8. Let your teen know what you have observed about the trigger and the subsequent raging behavior (e.g., "I’ve noticed that when you think something is unfair, that's when you start calling me a bitch"). By connecting the dots for her, you are helping her learn what triggers her rage. Then come up with a plan for what your teen will do differently next time she is in this kind of situation.

9. Observation is one of your best tools for identifying your teen’s triggers, especially with those who have less self-awareness. Simply pay attention and be aware of the warning signs. Watch and listen, whether your teen is hanging out with friends at home, doing homework, or playing video games. You might start to notice patterns emerging. For example, maybe your teen does well with her homework but starts to get mouthy and upset when it’s time to do her chores. That would alert you that there may be a trigger related to chores that you want to explore more.

10. Often there are physical symptoms that come along with triggers. The nervous system kicks into high gear when a trigger is present and can cause rapid heartbeat, warm flushed cheeks, rapid breathing, cold hands, muscle tension, and a lot of other signals. Ask your teen what she feels in her body when the trigger you are talking about is occurring. When your teen is aware of the warning signs her body gives her, it will serve as a natural cue to put the new plan you came up with during your problem-solving discussions into action.

11. Partner with your teen to establish some type of cue that you will use whenever she is starting to get upset (e.g., clapping your hands, clearing your throat). Choose one specific trigger to work on, and then come up with some kind of hand signal or phrase that will serve as an alert to your teen that the trigger is present. This allows you to make your teen aware of the trigger subtly in social situations. Once you have alerted her, she’ll have the chance to self-correct. If you cue your teen, but she doesn’t use the response the two of you had planned on, have her take a break from whatever is going on and come speak to you in a quiet place, away from an audience. This is where you step in and help your teen correct her behavior. Let her know you gave her the cue, but you noticed she didn’t respond the way you had discussed. Remind her of what you talked about and let her know what the consequences will be if she doesn’t use the plan the next time you cue her.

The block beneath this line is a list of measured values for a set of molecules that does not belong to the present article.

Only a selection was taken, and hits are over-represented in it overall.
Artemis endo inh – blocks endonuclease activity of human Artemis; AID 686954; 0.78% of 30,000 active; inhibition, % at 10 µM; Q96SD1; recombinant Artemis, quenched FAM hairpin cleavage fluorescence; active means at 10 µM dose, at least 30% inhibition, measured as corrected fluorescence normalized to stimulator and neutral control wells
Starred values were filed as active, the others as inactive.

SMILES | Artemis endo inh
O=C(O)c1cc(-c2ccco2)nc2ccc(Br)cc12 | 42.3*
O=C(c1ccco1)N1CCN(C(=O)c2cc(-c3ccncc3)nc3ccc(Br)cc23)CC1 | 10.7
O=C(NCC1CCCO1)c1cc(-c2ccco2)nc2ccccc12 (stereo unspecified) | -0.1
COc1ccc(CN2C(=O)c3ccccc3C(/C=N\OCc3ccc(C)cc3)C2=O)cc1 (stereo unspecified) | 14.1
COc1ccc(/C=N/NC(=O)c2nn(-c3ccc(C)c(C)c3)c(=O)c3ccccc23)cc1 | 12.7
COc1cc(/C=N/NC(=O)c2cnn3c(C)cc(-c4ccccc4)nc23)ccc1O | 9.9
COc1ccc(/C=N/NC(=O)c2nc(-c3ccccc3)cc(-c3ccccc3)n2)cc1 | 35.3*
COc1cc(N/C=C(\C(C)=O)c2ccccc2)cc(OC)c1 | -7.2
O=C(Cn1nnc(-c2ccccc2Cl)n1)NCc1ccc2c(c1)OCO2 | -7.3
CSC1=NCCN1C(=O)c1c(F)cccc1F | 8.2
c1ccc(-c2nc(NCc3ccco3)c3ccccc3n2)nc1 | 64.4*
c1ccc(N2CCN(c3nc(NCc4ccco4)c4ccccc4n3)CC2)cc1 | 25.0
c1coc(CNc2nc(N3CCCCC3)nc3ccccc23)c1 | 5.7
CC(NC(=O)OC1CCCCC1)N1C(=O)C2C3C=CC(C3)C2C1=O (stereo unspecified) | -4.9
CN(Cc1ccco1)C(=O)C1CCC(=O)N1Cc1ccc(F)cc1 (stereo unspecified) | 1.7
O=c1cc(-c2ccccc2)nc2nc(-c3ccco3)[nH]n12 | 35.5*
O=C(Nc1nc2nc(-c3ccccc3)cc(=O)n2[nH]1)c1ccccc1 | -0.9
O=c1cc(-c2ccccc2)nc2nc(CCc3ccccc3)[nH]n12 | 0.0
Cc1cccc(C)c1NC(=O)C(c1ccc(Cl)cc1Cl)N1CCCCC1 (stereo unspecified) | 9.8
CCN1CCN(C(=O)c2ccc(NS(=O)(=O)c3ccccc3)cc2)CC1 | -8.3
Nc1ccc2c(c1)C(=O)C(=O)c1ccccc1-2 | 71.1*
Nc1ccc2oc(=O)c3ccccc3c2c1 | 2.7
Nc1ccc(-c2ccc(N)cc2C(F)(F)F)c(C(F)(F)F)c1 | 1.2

12. We teach "healthy anger" to adolescents by helping them realize they are more prone to experience negative emotions and related rage when they maintain unrealistic expectations and conclusions regarding others and ourselves. Your teenager may be prone to rage when he has rigid expectations (rather than a desire or wish) that he or others “have to” or “should” behave as expected (e.g., your daughter may experience expectations of entitlement that make her vulnerable to rage following the slightest disappointment).

13. We teach adolescents healthy anger-management when we help them recognize that rage is most often a reaction to other negative emotions such as embarrassment, anxiety, guilt, shame or hurt related to rejection or feelings of inadequacy. Sharing your emotions, unrealistic expectations and conclusions that underlie your rage, helps your teen reflect on the meaning of his rage. By modeling reflection and self-awareness, you also offer your teen permission to candidly and openly accept and discuss his feelings and thoughts.

14. Visual imagery offers a way towards physical control and relaxation. The following exercise can be rehearsed so that your adolescent can gain physical composure when he actually experiences tension associated with rage:
  • Have him sit in a comfortable chair, close his eyes and visualize a place that is extremely relaxing and peaceful.